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Stephen Hawking's 'Black Hole' In Boycotting Israel

Akiva Eldar writes that Stephen Hawking’s decision to join those boycotting Israel is not only unjust — it's also unwise.
British physicist Stephen Hawking sits at his desk in the Applied Mathematics Department of Cambridge University August 30, 2012. Hawking met Ecuadorean Vice-President Lenin Moreno, who invited Hawking to visit the Galapagos Islands and the Yasuni Ecological Reserve in Ecuador. REUTERS/Guillermo Granja/Vice Presidency of Ecuador/Handout (BRITAIN - Tags: SCIENCE TECHNOLOGY POLITICS HEADSHOT SOCIETY) FOR EDITORIAL USE ONLY. NOT FOR SALE FOR MARKETING OR ADVERTISING CAMPAIGNS - RTR37AGP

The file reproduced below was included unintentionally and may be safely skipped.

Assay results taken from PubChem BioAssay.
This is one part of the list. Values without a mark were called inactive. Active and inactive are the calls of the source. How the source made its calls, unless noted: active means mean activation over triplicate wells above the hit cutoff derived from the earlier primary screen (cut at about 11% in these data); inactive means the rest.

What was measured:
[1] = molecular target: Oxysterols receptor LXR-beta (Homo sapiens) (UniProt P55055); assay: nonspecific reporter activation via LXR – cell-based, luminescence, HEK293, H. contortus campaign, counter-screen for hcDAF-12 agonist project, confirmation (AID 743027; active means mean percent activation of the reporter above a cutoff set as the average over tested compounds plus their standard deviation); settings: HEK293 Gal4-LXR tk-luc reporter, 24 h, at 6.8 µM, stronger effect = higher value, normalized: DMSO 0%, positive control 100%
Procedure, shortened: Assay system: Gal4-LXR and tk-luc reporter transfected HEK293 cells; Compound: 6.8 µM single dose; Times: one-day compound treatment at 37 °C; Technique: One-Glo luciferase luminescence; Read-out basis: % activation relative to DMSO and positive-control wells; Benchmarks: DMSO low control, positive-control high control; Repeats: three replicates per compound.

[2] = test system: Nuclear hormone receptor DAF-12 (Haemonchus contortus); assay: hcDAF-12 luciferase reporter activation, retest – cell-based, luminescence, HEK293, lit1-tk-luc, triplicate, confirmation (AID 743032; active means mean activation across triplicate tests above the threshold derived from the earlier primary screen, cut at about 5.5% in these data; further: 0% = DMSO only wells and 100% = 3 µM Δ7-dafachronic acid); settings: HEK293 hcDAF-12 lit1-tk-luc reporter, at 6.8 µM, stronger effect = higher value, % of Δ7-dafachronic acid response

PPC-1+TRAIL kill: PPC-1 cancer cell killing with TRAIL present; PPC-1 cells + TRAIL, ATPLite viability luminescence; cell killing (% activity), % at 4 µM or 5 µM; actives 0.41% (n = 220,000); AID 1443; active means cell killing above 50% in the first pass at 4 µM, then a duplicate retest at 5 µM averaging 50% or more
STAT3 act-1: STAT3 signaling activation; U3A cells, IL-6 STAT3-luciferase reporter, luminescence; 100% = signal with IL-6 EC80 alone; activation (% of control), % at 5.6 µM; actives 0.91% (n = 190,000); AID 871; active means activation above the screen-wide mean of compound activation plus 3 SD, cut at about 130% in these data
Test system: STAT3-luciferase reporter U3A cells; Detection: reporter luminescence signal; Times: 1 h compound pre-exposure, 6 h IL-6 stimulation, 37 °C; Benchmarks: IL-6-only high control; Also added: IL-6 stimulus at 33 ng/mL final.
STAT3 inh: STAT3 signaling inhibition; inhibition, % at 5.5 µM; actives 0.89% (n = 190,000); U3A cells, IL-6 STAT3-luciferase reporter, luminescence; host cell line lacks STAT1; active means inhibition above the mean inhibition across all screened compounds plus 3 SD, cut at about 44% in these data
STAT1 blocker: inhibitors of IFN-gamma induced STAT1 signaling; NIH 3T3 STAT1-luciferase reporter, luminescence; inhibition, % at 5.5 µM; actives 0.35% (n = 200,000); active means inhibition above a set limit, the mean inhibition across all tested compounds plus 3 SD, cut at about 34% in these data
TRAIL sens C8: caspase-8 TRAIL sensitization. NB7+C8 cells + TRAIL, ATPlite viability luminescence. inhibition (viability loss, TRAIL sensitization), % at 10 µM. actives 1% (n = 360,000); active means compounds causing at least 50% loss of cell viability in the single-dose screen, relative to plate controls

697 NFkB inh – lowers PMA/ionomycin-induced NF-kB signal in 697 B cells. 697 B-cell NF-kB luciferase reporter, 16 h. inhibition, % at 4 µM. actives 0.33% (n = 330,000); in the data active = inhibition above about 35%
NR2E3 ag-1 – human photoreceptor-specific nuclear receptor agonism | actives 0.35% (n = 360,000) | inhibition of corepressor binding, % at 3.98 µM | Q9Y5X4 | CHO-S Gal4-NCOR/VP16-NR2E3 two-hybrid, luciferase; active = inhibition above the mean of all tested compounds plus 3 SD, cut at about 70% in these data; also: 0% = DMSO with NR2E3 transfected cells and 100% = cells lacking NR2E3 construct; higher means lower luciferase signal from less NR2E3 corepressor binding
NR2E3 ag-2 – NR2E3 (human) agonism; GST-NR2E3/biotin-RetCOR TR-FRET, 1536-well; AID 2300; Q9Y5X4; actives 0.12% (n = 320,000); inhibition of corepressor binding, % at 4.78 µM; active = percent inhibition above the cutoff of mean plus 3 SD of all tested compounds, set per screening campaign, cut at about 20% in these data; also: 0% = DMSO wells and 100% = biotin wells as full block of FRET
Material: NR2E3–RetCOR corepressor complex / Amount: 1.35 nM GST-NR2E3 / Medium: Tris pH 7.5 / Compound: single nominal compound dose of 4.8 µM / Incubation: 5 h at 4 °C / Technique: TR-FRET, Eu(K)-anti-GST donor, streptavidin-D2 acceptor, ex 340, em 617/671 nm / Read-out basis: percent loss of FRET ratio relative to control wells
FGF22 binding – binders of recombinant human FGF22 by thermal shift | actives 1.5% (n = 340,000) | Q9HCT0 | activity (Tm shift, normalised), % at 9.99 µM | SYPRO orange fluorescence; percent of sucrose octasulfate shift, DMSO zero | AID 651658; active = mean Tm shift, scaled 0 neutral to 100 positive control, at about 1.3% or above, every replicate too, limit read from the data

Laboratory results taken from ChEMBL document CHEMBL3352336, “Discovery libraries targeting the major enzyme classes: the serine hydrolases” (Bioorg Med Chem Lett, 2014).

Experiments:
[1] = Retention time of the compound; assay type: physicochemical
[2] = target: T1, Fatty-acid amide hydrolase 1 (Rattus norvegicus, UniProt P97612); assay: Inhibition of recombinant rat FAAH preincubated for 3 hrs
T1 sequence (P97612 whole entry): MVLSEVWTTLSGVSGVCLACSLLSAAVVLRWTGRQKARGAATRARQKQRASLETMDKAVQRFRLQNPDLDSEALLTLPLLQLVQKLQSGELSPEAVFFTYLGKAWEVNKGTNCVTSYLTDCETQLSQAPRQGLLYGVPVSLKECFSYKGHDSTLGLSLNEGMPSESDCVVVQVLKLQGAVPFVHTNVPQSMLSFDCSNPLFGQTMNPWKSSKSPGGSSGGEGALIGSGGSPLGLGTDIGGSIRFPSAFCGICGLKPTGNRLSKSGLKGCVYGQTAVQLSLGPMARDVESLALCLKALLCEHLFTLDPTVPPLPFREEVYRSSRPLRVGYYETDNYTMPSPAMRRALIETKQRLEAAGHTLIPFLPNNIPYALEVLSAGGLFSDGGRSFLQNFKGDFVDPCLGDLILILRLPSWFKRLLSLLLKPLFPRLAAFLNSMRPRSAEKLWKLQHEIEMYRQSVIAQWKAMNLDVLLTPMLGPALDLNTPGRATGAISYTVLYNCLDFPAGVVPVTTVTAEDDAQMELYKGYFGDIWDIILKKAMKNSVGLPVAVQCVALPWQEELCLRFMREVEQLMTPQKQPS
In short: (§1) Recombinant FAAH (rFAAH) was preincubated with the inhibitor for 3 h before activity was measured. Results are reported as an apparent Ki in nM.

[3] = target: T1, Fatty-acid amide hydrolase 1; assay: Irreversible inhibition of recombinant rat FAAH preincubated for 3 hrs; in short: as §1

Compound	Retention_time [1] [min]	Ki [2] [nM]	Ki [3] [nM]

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One would have expected Professor Stephen Hawking to be a tad more sophisticated.

Hawking has become an esteemed figure in the scientific community because of his groundbreaking research into the origins of the universe and its future. He's also quite popular among the general public, because of his book A Brief History of Time, which quickly became a bestseller, and the way he contends with Lou Gehrig's disease (amyotrophic lateral sclerosis). The last thing anyone can say about this British prodigy from Cambridge is that he is stupid or shallow.

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